Methods for Enhancing Building Access Control

Whether you have a building that has successfully used the same access control protocols for years or one that needs change, this coming quarter of 2019 is a good time to consider reassessing the system and procedures you use. Critically, if you are not using any form of access control, consider adding it as part of your security plan sooner rather than later.

Having a solid access control system and policies in place will help keep your occupants, assets, and property safe by ensuring secure access for the right people to the right segments of your property.

Sitting next to surveillance and maintaining a human presence on-site, a system of electronic access control completes a triad of safety, and will be designed to take into account the design of the building, any complementary security systems, and training for those who will use it. Following are three things to think about when working with a security integrator to design and implement electronic access control on your properties.


1. Setting Access Levels

Borrowing a page from the “Zero-Trust” doctrine of info-sec administrators, it is important to think with the mind of the potential aggressors you are implementing the system to protect yourself against. There will be people who simply do not need access to all levels of a building, and before deciding who should have what level of access, the building itself should be examined to determine points of exposure.

It can be useful to take a map of the structure and break it down into zones of different colors according to the access or security level needed. Then you can decide who can have access and associate time and date restrictions to those identities.

It will generally make sense for the majority of employees to enter and exit through a single point of entry, so as to more easily monitor who is in and out of the building. From there, branch out and look at the rooms inside. Set a protocol in place to make sure everyone has the right level of access for their needs, but nothing more. Modern systems will create a “digital fingerprint” for each person granted access, able to track their movements and any times they accessed specific areas.


2. Audit Access

A common trap to fall into is an over-issuing of key fobs or cards over time. As people report losing cards or forget them, it is often simplest to issue another right then and there. Of course, this creates significant security concerns overtime with duplicate access cards potentially being available for malicious use. To manage this, facility admins must either audit the system regularly or set automatic time-out features to the cards.


These features could include:

-Access denied if the card has not been used within a set amount of time

-Self-expiration of the card

-The direct connection of the card to a database that will be managed personally or by an administrator


In the event that third-party employees require access, a separate database can be created. Using a specific search term for these contractors will differentiate them within the database.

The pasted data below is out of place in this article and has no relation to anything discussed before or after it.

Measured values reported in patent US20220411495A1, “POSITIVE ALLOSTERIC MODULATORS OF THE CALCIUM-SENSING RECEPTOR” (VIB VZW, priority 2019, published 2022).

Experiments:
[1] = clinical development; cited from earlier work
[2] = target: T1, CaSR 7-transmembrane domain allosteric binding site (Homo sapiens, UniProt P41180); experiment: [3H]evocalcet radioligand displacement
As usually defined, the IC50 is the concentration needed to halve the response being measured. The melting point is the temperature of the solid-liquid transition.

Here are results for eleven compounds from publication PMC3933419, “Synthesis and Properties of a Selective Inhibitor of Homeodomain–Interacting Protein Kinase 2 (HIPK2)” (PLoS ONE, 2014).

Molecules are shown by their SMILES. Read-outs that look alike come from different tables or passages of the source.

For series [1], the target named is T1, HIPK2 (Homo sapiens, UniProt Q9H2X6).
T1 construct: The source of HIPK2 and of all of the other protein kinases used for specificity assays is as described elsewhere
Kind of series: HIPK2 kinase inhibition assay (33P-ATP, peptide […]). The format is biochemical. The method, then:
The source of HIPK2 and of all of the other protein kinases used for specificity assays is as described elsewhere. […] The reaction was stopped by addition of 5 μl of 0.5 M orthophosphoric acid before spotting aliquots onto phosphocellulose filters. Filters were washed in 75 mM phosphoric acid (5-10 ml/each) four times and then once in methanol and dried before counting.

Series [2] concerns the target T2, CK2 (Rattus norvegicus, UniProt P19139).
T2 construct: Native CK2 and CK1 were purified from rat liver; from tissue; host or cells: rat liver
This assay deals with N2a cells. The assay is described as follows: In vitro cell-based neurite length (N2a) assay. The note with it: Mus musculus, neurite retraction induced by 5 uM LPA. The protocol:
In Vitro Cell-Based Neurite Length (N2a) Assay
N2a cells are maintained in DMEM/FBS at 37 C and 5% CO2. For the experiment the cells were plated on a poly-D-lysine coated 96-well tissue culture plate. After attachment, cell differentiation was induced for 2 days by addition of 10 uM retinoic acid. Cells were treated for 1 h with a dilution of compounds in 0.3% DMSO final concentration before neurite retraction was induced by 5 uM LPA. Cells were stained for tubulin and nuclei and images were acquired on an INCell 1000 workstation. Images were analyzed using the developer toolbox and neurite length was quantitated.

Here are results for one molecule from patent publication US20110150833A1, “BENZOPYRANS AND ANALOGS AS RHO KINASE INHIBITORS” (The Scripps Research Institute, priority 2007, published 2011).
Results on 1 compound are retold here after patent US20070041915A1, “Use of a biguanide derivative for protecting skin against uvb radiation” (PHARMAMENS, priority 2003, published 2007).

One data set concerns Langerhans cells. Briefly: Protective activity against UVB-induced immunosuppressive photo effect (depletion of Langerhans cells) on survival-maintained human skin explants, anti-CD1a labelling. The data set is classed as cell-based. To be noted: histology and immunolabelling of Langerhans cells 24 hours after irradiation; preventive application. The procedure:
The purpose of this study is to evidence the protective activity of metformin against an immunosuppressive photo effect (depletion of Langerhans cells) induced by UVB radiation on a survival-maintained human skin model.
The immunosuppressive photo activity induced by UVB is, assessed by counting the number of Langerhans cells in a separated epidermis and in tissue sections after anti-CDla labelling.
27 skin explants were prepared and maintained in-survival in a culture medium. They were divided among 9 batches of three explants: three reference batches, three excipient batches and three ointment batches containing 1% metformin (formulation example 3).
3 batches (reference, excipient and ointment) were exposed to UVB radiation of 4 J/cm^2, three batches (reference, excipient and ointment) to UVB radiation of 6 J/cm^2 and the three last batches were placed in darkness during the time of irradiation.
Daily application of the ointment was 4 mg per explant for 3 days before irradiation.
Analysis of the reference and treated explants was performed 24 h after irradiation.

3. Perform Periodic Testing and Protocol Assurance

Just like any other electronic system, regular testing and updating of drivers is necessary. Security flaws are repaired through patches by the vendor, and if you fail to update, the potential for threat actors to take advantage of that failure exists.

Furthermore, without the assurance of procedures and protocols surrounding the use of these systems, their value is greatly reduced. For instance, a simple but popular method of building intrusion called “tailgating” relies upon our social tendency towards politeness over security assurance. In this attack, the threat actor simply follows closely behind someone accessing the building and relies on them holding the door for them.

This is actually one of the most difficult to control threats to an access control system due to its simplicity and zero-tech approach. Having multiple layers of security, man-traps, and other fail-safes massively reduces the success rate of “tailgating”. Protocol should assume anyone who cannot present a card or other provided identifier to be a potential threat.


Security Technology of South Texas is happy to offer
custom access control and surveillance solutions to the
business security market, designed either turn-key and from the ground up,
or integrated into an already existing series of cameras and access control

Please contact us through email at

or by phone at 210-446-4863 24/7 to schedule a consultation.

Learning to Leverage Biometrics in Access Control Environments

The biometrics ecosystem is evolving at a rapid pace and providing incredible benefits to enterprises that adopt the technology, especially when these now-commonplace features are applied for cybersecurity.

Although people are already familiar with using a thumbprint or facial recognition to unlock their mobile device or complete an online purchase with it, the real power of biometrics extends far beyond these simple features and experiences.

As massive data breaches spilling millions of user passwords and shared secrets become a familiar part of our everyday lives, so does the reality of malicious hackers leveraging these credentials to cause widespread damage. Due to the sheer number of compromised user credentials available from these spills identity theft is at an all-time high, potential GDPR fines loom over many organizations, and there is an atmosphere of distrust.